Sheldon (1986) argues that the US package tour industry is pollarded into a few large stable firms and many small less stable firms, and conclude that the industry is contestable. Fitch (1987) presents descriptive evidence of market power in the I-J package tour industry. Bam and Muhammad (1994) argue that the I-J package tour industry is oligopolies and prone to price instability. Taylor (1996) queries whether the I-J industry is contestable or oligopolies and concludes that the UK market is contestable.
Curtain and Busby (1999) expose that due to economies of scale, tour operators have enormous buying power (monopoly) as well as considerable control of the distribution and sale of their product in the market place (monopoly power). The above papers are based in theoretical arguments. Evans and Stables (1995) use descriptive statistics to argue that the UK industry is segmented according to strategic groupings, where the large firms are oligopolies and the small ones are competitive.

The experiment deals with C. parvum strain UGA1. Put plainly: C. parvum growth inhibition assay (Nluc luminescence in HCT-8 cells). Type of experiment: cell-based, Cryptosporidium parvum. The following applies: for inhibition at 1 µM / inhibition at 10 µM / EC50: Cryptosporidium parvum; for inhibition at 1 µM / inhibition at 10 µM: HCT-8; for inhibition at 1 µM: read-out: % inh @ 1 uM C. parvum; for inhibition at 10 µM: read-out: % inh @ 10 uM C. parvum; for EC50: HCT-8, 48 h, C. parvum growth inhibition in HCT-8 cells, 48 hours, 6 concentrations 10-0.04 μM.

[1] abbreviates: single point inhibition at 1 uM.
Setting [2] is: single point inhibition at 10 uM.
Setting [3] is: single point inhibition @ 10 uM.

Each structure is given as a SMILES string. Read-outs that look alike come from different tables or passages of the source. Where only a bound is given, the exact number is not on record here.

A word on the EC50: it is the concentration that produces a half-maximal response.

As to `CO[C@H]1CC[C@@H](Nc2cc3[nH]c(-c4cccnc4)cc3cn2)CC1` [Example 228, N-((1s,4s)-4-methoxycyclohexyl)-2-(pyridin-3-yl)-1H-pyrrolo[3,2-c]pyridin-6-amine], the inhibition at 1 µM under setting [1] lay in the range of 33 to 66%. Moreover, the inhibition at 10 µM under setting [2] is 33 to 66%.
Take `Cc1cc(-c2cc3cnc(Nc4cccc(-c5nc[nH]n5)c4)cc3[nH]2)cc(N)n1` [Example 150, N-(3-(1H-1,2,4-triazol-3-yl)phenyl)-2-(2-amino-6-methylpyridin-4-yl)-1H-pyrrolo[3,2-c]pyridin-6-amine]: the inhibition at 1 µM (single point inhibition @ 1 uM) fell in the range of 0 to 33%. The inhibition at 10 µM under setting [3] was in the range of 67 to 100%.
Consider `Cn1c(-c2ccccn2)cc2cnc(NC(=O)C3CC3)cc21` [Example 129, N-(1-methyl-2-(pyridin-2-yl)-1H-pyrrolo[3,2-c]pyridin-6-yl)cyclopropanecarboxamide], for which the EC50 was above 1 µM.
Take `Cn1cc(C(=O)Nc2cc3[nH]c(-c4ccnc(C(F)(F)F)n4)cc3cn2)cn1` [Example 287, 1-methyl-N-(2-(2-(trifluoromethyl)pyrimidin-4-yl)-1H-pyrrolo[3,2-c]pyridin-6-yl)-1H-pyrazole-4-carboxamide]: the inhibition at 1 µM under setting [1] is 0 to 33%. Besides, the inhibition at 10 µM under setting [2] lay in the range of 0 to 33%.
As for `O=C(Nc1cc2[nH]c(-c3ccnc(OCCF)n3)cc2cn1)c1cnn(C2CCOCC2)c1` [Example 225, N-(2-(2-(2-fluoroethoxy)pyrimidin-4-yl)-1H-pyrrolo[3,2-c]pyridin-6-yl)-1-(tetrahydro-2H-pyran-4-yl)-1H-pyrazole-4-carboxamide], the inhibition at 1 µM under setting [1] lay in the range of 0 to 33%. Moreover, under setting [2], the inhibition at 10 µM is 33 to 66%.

Grafton and Richards (1997) introduce some empirical evidence on package tour prices and tour operators’ market shares. They conclude that the I-J package tour industry is contestable, whilst the German is a stable oligopoly. Davies and Downward (1998, 2000) use econometrics, and the results gave empirical support to the Evans and Stables thesis of strategic groupings. Concretely, they argue that the I-J package tour industry is segmented by size.